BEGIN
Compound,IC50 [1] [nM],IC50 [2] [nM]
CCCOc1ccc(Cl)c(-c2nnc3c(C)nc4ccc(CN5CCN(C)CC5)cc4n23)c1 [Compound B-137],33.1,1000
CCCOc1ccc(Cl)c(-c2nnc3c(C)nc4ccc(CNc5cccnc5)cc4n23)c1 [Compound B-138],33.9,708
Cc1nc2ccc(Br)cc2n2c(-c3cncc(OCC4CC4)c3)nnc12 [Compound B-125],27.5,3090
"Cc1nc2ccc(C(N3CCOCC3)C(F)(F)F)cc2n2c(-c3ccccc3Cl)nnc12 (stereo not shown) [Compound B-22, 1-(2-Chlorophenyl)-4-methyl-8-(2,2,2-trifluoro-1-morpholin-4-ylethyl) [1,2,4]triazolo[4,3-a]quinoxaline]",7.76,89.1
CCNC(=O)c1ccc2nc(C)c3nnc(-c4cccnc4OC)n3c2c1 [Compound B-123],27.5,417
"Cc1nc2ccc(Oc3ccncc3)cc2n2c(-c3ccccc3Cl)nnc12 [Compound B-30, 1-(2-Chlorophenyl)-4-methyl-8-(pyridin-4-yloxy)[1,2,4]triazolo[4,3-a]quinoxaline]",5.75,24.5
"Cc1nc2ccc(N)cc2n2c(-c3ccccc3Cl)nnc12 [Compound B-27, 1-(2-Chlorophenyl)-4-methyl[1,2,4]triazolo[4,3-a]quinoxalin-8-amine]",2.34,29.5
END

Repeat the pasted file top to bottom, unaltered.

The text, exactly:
Compound,IC50 [1] [nM],IC50 [2] [nM]
CCCOc1ccc(Cl)c(-c2nnc3c(C)nc4ccc(CN5CCN(C)CC5)cc4n23)c1 [Compound B-137],33.1,1000
CCCOc1ccc(Cl)c(-c2nnc3c(C)nc4ccc(CNc5cccnc5)cc4n23)c1 [Compound B-138],33.9,708
Cc1nc2ccc(Br)cc2n2c(-c3cncc(OCC4CC4)c3)nnc12 [Compound B-125],27.5,3090
"Cc1nc2ccc(C(N3CCOCC3)C(F)(F)F)cc2n2c(-c3ccccc3Cl)nnc12 (stereo not shown) [Compound B-22, 1-(2-Chlorophenyl)-4-methyl-8-(2,2,2-trifluoro-1-morpholin-4-ylethyl) [1,2,4]triazolo[4,3-a]quinoxaline]",7.76,89.1
CCNC(=O)c1ccc2nc(C)c3nnc(-c4cccnc4OC)n3c2c1 [Compound B-123],27.5,417
"Cc1nc2ccc(Oc3ccncc3)cc2n2c(-c3ccccc3Cl)nnc12 [Compound B-30, 1-(2-Chlorophenyl)-4-methyl-8-(pyridin-4-yloxy)[1,2,4]triazolo[4,3-a]quinoxaline]",5.75,24.5
"Cc1nc2ccc(N)cc2n2c(-c3ccccc3Cl)nnc12 [Compound B-27, 1-(2-Chlorophenyl)-4-methyl[1,2,4]triazolo[4,3-a]quinoxalin-8-amine]",2.34,29.5